Winnipeg man sues children’s social agency, former employees, residents for alleged sexual, physical abuse
WARNING: This story contains details of sexual and physical assault.
A Winnipeg man is suing a non-profit children’s social services agency, claiming he was abused by employees and two residents during his time there in the 1990s.
The man, who was born in 1985, was placed in the care of Child and Family Services in or around 1990 and put in a number of foster homes before he was sent to a residential treatment program at Winnipeg’s Knowles Centre from 1994 to 1996, the lawsuit says.
The program was meant to help children facing tough times in their lives, it says. The man stayed there from the age of nine until he was 11.
In a statement of claim filed on April 4, the man alleges the centre and former employees breached their fiduciary duty to him, as he claims to have experienced neglect, sexual assault and deliberately inflicted pain and suffering during his time there.
None of the allegations have been proven in court.
Minimal staff supervision
He stayed in a residential cottage at the centre with a number of other children, including the two named in the suit, who were older than he was.
The cottage had two main areas: rooms where residents slept, which had doors with no locks, and a communal area. Supervision by staff was limited in the cottage, the suit says, and residents were allowed to enter the rooms of other children without oversight.
The suit alleges a male resident started entering the plaintiff’s room soon after he was placed into the centre’s care and sexually assaulted him there regularly for over a year.
The plaintiff also alleges a female resident sexually assaulted him once in the communal area of the cottage.
He says he was not asked by the centre whether he felt safe sleeping in the cottage alongside residents older than him or of a different gender, nor did they ensure the safety of the cottage through continual supervision.
Punitive damages sought
The plaintiff says he was emotionally and physically dependent on the centre during his stay there, which is therefore legally responsible for the abuse former employees and fellow residents inflicted on him, the lawsuit says.
He experienced recurrent and unwarranted punishments from employees, such as repeated hitting, being stripped naked and being forcefully confined in a locked room in front of staff and residents, the statement of claim says.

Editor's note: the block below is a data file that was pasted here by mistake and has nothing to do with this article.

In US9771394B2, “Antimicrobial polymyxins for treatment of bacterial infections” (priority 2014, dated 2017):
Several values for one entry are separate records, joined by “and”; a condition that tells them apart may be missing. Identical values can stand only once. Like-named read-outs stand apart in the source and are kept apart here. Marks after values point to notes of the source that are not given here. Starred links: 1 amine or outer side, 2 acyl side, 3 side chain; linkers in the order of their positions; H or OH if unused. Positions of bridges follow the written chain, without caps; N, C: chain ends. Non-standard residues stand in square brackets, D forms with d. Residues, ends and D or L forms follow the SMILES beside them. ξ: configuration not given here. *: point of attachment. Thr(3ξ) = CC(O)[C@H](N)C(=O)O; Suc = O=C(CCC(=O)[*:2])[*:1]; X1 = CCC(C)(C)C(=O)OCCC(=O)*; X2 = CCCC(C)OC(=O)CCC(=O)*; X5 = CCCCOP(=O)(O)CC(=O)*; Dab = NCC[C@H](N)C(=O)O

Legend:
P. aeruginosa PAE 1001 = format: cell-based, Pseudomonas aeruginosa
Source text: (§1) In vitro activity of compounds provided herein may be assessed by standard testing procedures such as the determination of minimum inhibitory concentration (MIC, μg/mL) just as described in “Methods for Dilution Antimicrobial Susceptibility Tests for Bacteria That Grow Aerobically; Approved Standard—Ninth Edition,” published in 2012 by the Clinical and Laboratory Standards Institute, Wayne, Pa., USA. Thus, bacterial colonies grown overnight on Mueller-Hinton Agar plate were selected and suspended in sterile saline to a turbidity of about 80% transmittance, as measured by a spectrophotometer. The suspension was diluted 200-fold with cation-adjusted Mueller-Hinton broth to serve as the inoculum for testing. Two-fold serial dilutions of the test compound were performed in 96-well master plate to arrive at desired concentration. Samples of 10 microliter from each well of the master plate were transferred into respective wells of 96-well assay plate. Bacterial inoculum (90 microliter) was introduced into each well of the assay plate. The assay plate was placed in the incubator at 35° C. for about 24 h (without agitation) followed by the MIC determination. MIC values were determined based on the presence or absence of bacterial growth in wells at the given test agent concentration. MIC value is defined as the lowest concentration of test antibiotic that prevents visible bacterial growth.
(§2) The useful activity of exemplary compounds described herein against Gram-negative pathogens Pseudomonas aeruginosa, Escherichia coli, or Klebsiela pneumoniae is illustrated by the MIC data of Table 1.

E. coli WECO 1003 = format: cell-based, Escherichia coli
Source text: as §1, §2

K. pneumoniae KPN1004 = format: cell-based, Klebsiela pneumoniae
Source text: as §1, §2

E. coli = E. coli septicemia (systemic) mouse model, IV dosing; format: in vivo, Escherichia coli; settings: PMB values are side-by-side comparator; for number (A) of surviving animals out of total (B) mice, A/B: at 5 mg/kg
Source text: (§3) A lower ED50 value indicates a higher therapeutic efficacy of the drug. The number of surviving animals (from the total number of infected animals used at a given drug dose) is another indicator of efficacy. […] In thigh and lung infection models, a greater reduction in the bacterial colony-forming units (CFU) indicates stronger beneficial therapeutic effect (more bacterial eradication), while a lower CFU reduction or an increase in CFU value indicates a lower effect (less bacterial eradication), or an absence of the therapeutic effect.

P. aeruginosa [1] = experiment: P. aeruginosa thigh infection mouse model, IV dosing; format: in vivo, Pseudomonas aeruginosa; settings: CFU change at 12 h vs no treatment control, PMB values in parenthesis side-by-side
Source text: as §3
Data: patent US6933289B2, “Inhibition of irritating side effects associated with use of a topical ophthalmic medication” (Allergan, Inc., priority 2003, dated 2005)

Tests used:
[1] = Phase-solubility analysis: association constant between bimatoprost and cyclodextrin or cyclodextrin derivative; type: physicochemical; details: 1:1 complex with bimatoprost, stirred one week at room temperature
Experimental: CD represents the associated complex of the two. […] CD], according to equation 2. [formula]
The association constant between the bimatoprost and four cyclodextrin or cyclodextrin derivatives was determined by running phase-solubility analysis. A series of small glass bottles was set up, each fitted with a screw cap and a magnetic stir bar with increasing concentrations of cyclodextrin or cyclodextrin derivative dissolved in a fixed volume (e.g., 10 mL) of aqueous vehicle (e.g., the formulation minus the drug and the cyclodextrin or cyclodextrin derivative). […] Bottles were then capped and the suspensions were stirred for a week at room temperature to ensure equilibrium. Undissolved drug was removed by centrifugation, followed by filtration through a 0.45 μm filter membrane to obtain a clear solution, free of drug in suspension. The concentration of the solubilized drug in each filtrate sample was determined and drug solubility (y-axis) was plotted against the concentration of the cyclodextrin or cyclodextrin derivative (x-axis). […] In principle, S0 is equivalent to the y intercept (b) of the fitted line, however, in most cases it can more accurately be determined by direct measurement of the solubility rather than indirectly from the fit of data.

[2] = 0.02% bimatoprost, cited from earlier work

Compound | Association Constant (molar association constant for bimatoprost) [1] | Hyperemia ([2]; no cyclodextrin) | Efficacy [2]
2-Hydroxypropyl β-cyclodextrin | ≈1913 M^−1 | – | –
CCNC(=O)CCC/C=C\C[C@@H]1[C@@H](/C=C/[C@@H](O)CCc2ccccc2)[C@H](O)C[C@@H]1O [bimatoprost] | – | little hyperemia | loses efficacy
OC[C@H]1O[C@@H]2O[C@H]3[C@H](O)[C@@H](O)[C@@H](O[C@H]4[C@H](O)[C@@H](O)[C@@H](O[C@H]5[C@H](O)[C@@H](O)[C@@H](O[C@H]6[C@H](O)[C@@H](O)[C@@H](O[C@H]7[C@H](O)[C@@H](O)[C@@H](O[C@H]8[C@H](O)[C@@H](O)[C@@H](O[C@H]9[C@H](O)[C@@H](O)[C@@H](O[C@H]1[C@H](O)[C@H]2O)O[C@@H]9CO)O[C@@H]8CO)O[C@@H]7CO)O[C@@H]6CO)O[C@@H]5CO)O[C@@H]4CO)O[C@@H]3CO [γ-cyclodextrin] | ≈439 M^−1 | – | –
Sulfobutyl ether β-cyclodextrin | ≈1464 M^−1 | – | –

Disability and emotional distress were caused to the plaintiff by the assaults, the lawsuit alleges.
The man now seeks a range of damages from the Knowles Centre and its former employees, including the loss of past and future income, punitive damages and expenses involving future care, deliberately inflicted pain and suffering, legal expenses and special damages.
He is also suing two former residents for the same damages, in addition to costs related to the sexual assaults he claims they inflicted on him.
The residents took advantage of the plaintiff’s vulnerability as a young child and must have known that their alleged behaviour was abusive and unwelcome, and would cause the plaintiff serious physical and psychological harm, the lawsuit says.
The former employees took advantage of the plaintiff’s vulnerability and placement in the care of CFS, causing psychological, physical and emotional injuries, the statement of claim says.
They also did not protect him from the sexual assaults and punished him in ways that caused significant distress, the claim says.
The centre failed the plaintiff by not properly screening, supervising and training employees, and through a lack of consistent supervision of residents in the cottage and a failure to assess the risks of putting them together, the lawsuit says.
The centre also did not warn residents about abuse or sexual assault, advise them to report abuse, or monitor residents for signs of abuse or investigate to determine if any abuse was taking place on its premises, the claim says.
The plaintiff claims to have suffered and continue to suffer injuries and harms related to his time at the Knowles Centre, including post-traumatic stress disorder, anxiety, depression and attempts to end his life.
He turned to drugs to numb his feelings related to the abuse he suffered and struggles with addiction, which caused him to drop out of school and sell drugs, the lawsuit says.
He has been in and out of jail since he was 15, has had trouble maintaining an education or employment, and requires significant medical and psychological treatment due to his experiences at the centre, he says in the statement of claim.
The plaintiff says he was embarrassed and fearful to bring the case forward, repressing his grief and anger, but has now realized the lifelong effects of what he alleges was done to him.
Support is available for anyone who has been sexually assaulted. You can access crisis lines and local support services through this Government of Canada website or the Ending Violence Association of Canada database. If you’re in immediate danger or fear for your safety or that of others around you, please call 911.
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